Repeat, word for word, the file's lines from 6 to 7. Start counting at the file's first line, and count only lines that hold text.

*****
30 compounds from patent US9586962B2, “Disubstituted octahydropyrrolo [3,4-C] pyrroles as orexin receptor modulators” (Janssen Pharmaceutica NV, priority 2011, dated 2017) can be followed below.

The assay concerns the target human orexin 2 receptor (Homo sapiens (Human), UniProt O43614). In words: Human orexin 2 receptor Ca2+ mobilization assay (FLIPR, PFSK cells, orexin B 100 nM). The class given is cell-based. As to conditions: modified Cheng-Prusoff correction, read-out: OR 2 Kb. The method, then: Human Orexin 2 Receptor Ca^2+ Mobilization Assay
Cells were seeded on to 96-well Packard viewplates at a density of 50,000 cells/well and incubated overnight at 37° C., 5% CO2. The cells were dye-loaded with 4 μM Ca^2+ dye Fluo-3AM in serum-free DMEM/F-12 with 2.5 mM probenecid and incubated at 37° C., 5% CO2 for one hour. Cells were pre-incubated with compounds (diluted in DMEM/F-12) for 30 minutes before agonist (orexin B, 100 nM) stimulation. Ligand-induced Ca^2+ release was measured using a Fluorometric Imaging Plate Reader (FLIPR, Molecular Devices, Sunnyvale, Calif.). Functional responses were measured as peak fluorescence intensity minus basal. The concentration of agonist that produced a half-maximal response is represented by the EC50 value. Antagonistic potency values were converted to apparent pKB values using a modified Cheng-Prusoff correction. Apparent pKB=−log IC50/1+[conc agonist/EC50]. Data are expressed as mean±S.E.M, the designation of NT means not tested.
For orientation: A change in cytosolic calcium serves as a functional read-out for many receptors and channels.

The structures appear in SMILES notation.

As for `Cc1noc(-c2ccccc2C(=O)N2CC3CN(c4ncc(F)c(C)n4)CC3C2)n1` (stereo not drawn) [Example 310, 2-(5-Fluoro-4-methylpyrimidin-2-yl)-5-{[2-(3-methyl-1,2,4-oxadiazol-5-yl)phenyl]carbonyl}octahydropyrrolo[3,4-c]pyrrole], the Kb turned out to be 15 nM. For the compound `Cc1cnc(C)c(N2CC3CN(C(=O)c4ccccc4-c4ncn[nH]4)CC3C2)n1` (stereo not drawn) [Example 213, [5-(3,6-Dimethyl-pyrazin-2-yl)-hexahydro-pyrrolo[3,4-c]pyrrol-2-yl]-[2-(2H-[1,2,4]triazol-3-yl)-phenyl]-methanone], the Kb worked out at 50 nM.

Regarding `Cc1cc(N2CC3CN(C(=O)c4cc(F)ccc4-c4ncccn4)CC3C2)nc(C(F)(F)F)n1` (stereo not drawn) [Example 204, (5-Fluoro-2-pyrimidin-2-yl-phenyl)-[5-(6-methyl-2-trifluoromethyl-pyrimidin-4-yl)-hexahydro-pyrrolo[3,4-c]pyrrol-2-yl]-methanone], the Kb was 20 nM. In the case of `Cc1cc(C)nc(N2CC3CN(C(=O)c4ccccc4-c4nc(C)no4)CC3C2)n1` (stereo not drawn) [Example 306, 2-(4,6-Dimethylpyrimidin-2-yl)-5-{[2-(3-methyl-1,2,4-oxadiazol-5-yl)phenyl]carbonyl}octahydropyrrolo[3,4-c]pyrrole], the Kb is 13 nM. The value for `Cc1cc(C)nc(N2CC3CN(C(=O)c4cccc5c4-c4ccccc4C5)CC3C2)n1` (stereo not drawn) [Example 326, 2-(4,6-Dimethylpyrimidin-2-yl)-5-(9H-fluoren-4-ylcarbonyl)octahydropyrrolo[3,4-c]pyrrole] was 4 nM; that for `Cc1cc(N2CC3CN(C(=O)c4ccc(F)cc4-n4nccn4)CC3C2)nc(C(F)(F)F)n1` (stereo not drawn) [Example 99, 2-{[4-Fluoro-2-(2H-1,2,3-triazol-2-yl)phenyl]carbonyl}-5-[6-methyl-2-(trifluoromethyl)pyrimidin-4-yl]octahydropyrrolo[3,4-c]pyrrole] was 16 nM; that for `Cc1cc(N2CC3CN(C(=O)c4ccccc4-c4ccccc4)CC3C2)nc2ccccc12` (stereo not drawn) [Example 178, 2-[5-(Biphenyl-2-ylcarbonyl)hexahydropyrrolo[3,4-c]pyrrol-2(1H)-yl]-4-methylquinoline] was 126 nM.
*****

As for `Cc1noc(-c2ccccc2C(=O)N2CC3CN(c4ncc(F)c(C)n4)CC3C2)n1` (stereo not drawn) [Example 310, 2-(5-Fluoro-4-methylpyrimidin-2-yl)-5-{[2-(3-methyl-1,2,4-oxadiazol-5-yl)phenyl]carbonyl}octahydropyrrolo[3,4-c]pyrrole], the Kb turned out to be 15 nM. For the compound `Cc1cnc(C)c(N2CC3CN(C(=O)c4ccccc4-c4ncn[nH]4)CC3C2)n1` (stereo not drawn) [Example 213, [5-(3,6-Dimethyl-pyrazin-2-yl)-hexahydro-pyrrolo[3,4-c]pyrrol-2-yl]-[2-(2H-[1,2,4]triazol-3-yl)-phenyl]-methanone], the Kb worked out at 50 nM.

Regarding `Cc1cc(N2CC3CN(C(=O)c4cc(F)ccc4-c4ncccn4)CC3C2)nc(C(F)(F)F)n1` (stereo not drawn) [Example 204, (5-Fluoro-2-pyrimidin-2-yl-phenyl)-[5-(6-methyl-2-trifluoromethyl-pyrimidin-4-yl)-hexahydro-pyrrolo[3,4-c]pyrrol-2-yl]-methanone], the Kb was 20 nM. In the case of `Cc1cc(C)nc(N2CC3CN(C(=O)c4ccccc4-c4nc(C)no4)CC3C2)n1` (stereo not drawn) [Example 306, 2-(4,6-Dimethylpyrimidin-2-yl)-5-{[2-(3-methyl-1,2,4-oxadiazol-5-yl)phenyl]carbonyl}octahydropyrrolo[3,4-c]pyrrole], the Kb is 13 nM. The value for `Cc1cc(C)nc(N2CC3CN(C(=O)c4cccc5c4-c4ccccc4C5)CC3C2)n1` (stereo not drawn) [Example 326, 2-(4,6-Dimethylpyrimidin-2-yl)-5-(9H-fluoren-4-ylcarbonyl)octahydropyrrolo[3,4-c]pyrrole] was 4 nM; that for `Cc1cc(N2CC3CN(C(=O)c4ccc(F)cc4-n4nccn4)CC3C2)nc(C(F)(F)F)n1` (stereo not drawn) [Example 99, 2-{[4-Fluoro-2-(2H-1,2,3-triazol-2-yl)phenyl]carbonyl}-5-[6-methyl-2-(trifluoromethyl)pyrimidin-4-yl]octahydropyrrolo[3,4-c]pyrrole] was 16 nM; that for `Cc1cc(N2CC3CN(C(=O)c4ccccc4-c4ccccc4)CC3C2)nc2ccccc12` (stereo not drawn) [Example 178, 2-[5-(Biphenyl-2-ylcarbonyl)hexahydropyrrolo[3,4-c]pyrrol-2(1H)-yl]-4-methylquinoline] was 126 nM.